We should be optimistic, but we do need an objective assessment of what is happening. Instead we have this comment: “this is the biggest wave of strike action for decades” What is? so far there has been a national demo and a national one day strike by the unions. Thats it :so far. Not suprisingly this is why the question that has been around for some years still applies: are the Trade unions fit for purpose?
Thousands of public sector jobs and terms and conditions Have been lost and downgraded without a national fight back by unions with a million or more members. This is why cameron and his government are riding high in the opinion polls. Sabre rattling by the trade union Bureacracy cannot be taken at face value. The TUC leadership are already talking not about generalised strike action, but an alternative economic programme winning the policy or publicity battle for the next election.
Again the article seems to assume the anti cuts groups are fit for purpose. But most of these groups led by the SWP/SP are opposed to the necessary rank and file organisation. There must be no interference in individual trade union affairs. Militants must work through their official trade union structures are the politics we face in these campaigns.
The danger is that the rhetoric of a massive strike wave in october now put back to november as the negotiations over pensions is dragged out by government,will not be transformed into reality. This is because leaders like UNISONS Dave Prentice and others will accept a few crumbs of concessions.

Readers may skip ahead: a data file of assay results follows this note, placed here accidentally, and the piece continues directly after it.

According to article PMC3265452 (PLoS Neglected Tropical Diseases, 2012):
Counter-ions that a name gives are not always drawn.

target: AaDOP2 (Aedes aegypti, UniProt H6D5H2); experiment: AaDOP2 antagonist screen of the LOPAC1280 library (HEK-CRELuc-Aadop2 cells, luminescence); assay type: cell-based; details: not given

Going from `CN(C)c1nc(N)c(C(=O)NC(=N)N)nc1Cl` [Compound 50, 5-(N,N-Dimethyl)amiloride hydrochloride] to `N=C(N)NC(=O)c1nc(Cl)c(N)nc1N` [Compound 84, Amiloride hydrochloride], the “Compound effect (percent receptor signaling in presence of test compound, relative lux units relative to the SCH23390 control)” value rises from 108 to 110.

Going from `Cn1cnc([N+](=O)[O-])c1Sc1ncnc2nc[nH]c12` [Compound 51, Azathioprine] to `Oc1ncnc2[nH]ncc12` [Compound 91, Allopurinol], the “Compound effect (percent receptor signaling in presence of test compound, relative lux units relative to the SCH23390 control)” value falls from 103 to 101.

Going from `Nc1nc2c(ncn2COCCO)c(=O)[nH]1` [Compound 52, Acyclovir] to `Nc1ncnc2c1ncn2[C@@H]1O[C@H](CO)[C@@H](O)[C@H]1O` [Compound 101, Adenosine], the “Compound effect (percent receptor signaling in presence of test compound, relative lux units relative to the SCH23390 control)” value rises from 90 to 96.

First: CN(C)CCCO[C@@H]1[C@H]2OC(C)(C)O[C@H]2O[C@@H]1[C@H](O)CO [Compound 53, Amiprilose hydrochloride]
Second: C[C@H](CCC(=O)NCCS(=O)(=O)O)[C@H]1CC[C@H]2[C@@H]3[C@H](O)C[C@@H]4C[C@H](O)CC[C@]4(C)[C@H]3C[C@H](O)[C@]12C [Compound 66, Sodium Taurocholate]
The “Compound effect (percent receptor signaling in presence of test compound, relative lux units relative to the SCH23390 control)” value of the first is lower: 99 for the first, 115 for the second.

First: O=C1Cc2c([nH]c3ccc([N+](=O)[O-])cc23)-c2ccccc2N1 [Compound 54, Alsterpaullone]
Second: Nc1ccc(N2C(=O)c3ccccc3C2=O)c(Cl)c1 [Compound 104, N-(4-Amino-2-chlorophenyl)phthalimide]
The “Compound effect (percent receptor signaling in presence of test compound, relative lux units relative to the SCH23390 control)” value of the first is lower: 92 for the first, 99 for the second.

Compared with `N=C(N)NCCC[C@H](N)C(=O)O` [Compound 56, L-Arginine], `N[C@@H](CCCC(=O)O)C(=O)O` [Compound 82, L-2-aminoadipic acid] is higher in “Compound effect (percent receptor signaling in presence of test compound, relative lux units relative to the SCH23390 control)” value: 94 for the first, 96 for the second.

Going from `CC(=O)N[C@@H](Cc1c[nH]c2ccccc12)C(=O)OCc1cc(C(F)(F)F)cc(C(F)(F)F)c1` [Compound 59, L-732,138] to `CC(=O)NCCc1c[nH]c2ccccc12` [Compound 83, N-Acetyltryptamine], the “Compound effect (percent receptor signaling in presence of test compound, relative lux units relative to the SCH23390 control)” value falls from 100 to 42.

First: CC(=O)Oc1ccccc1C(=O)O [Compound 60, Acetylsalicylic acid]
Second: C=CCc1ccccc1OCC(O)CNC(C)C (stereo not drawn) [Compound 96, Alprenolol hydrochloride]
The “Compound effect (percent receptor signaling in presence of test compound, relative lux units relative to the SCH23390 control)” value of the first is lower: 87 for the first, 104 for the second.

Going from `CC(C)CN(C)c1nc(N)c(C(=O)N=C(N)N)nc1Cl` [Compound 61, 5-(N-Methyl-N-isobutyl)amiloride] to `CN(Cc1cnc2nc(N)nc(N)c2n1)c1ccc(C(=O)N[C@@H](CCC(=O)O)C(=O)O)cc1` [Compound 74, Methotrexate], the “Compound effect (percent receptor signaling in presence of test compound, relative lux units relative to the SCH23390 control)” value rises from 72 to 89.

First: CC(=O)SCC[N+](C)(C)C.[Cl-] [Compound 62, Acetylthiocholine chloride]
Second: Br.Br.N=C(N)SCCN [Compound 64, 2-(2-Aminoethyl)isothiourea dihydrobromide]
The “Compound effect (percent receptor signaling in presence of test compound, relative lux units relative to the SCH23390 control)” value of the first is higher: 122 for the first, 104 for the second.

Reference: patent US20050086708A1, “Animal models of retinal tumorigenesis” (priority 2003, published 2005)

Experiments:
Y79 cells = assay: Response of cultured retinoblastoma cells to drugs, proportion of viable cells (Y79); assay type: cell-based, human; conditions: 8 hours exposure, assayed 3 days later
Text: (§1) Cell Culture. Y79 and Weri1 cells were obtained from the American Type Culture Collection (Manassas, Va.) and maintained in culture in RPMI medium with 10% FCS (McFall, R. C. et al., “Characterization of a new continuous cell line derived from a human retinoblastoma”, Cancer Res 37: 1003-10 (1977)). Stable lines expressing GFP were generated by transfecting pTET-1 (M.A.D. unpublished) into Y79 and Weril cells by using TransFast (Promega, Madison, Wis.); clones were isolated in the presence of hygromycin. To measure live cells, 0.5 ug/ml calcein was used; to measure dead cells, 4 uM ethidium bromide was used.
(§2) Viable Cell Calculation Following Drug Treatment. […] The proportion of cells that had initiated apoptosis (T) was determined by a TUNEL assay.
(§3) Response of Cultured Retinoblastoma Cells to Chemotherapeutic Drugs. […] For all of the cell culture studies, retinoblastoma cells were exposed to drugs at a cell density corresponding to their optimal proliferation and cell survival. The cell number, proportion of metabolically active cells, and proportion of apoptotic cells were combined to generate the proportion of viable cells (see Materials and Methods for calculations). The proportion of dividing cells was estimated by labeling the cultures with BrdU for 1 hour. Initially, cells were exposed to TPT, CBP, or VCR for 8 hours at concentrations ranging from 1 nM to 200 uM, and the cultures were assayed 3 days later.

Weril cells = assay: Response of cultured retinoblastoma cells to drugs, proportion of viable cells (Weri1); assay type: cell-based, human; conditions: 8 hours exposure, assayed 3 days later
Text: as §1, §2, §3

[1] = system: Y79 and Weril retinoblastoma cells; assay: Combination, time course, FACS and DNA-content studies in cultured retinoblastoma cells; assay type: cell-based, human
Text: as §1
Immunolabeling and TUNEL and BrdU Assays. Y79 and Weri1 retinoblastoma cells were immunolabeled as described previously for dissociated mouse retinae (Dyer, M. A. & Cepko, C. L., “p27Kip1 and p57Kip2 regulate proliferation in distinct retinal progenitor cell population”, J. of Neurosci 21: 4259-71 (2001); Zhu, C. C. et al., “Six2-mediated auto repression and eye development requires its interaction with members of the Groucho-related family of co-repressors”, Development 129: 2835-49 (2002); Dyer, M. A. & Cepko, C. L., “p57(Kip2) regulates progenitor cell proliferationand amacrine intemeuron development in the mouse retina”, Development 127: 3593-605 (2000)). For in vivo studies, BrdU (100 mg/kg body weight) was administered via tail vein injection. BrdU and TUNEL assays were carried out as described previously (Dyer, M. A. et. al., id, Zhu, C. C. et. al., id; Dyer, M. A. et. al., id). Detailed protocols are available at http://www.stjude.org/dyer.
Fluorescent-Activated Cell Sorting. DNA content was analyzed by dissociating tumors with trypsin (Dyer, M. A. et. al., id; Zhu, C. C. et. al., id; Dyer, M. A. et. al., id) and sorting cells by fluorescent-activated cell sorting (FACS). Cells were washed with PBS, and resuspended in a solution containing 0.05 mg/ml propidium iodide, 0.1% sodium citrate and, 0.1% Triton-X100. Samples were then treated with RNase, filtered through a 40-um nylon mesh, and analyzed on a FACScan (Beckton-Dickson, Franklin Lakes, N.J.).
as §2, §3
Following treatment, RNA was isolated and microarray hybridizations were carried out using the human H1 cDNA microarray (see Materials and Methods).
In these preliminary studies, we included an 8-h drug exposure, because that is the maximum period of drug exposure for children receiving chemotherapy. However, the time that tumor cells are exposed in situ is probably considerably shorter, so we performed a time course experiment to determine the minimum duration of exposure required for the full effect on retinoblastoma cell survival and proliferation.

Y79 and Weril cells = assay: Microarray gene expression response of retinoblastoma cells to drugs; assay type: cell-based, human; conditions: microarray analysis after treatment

wherever communists are present we should fight for maximum participation and militancy alongside our ideas of a communist alternative. But we do need to be clear about what we are up against
Adding to my previous comments. In todays Guardian the number of public sector jobs lost this year was I think 110,000. Unison and the GMB have failed to resist these cuts. At the TUC, the public sector unions have agreed or have the intention to have a one day strike, not in september or october when a head of steam or momentum could be built up, but the 30th of november shortly before christmas, where there will be no time or inclination or momentum, and then there will be further or rather the intention to have further token sorry more one day strikes.meanwhile there is no rank and file movement to challenge the trade union leaderships/bureacracy and unemployment has shot up dramatically. optimism of the will, pessimism of the intellegence? amalysis needed.